It’s completely silent except for the smooth inhaling noise of her lungs. She’s drenched with the hot smell of Marlboros; it tickles her nostrils as it bear-hugs her natural body scent with a smokier scent of perfume. The clouds swirl around in her lungs, in her mind, in her very breath, and she relaxes finally—just a little bit—and allows the haze to blur out everything she’s ever wanted to forget, and everything she wishes she could remember but has to sacrifice in the long run. She exhales.
It was such a relief to exhale everything away in the form of a cigarette.
Her exhaust suicide is blown away with the breeze; it escapes along with her collectedness, and seemingly out of nowhere she becomes hysterical. Calm down, calm down! she shrieks at herself, but she can’t control the crying, no, she can’t control anything, she is powerless, weak, and her tears won’t end.
But this has to. How much longer can she live like this? How much longer can she bottle it all up inside, till it burns and uncorks and drips down her throat, like the bottles of Smirnoff snoring softly under her mattress. Empty; they’re all empty. So is she, unless she uncorks it in shot glass that has no bottom. Sometimes she relates and talks to the shot glass; unexpectedly they have so much in common—they both have something poured into them that never ends.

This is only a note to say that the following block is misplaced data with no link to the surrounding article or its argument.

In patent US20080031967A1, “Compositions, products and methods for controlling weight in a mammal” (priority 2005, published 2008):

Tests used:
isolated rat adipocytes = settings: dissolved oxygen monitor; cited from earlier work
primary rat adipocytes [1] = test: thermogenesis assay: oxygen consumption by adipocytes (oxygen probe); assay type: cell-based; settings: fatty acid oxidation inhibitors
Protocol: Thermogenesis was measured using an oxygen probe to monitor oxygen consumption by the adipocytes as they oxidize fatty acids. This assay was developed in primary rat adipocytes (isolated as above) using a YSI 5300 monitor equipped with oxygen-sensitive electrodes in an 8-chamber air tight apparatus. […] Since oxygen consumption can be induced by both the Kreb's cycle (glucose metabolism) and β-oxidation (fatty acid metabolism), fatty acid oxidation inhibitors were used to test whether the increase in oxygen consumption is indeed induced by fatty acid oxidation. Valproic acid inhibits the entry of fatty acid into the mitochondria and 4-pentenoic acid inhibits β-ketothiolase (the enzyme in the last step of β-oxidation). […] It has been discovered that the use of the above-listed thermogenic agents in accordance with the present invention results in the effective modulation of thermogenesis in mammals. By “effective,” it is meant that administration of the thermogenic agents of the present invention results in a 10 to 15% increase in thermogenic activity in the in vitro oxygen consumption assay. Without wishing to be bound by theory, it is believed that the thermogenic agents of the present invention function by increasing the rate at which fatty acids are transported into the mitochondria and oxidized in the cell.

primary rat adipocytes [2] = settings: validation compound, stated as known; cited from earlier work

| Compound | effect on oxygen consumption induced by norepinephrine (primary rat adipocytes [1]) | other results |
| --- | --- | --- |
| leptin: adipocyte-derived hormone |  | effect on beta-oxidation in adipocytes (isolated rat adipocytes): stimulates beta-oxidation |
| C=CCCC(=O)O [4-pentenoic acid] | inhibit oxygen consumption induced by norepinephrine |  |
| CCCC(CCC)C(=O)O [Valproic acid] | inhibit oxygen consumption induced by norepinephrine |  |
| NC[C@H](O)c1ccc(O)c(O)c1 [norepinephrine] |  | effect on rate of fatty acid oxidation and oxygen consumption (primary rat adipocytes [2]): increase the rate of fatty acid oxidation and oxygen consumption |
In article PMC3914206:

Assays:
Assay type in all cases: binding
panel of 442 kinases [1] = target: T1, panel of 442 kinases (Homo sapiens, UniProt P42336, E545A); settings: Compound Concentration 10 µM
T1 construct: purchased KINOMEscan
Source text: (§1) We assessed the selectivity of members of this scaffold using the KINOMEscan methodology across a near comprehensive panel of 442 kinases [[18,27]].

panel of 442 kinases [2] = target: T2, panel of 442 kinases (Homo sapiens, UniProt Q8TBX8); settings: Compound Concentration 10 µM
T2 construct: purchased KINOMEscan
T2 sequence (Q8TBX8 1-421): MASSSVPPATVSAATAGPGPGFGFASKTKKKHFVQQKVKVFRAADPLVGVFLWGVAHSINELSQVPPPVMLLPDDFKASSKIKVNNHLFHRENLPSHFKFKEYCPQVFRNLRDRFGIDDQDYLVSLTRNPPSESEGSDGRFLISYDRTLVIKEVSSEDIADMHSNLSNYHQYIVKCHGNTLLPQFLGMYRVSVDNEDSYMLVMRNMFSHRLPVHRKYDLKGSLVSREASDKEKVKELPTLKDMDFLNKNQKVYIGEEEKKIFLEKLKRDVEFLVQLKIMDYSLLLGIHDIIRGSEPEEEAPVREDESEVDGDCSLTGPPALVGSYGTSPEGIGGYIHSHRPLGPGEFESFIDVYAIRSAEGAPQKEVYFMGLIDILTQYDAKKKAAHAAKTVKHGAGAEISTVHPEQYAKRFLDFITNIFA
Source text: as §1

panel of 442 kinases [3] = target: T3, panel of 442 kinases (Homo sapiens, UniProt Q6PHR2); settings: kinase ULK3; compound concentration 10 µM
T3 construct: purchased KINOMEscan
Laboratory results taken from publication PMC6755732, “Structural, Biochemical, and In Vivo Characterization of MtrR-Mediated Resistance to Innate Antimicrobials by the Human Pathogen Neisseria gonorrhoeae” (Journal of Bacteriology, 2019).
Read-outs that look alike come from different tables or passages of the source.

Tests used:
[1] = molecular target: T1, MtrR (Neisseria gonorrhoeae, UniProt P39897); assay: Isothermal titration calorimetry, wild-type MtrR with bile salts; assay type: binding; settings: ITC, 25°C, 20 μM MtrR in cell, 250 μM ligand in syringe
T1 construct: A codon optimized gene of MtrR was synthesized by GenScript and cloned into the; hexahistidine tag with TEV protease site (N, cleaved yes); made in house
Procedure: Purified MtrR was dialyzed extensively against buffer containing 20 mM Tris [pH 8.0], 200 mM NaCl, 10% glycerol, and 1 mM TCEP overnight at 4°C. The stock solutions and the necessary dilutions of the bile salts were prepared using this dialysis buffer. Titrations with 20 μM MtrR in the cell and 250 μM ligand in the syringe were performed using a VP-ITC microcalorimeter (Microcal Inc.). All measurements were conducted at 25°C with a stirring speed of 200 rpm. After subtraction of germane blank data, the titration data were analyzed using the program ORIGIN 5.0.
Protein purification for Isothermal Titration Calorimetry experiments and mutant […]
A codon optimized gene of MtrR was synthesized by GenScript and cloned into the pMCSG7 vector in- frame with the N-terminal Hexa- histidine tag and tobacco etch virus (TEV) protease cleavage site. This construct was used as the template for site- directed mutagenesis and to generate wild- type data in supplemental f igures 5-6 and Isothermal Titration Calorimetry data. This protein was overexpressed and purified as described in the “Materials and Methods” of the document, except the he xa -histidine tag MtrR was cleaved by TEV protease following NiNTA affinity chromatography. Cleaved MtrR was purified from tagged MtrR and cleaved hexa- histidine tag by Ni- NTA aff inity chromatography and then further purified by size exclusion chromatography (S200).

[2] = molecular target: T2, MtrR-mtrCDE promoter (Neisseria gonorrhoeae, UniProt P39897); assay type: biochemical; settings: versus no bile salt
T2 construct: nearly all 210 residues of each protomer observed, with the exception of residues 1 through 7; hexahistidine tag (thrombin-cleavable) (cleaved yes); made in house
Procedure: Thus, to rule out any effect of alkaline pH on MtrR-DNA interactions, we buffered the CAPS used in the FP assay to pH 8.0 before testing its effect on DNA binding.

She’s feeling the nicotine buzzing inside her head and her ears. She hasn’t felt the nicotine hit in a while but it’s been a while since she smoked a whole pack within 5 minutes. The nicotine’s hitting, and the girl’s just glad it’s not her mom. Nicotine never left handprints when it hit.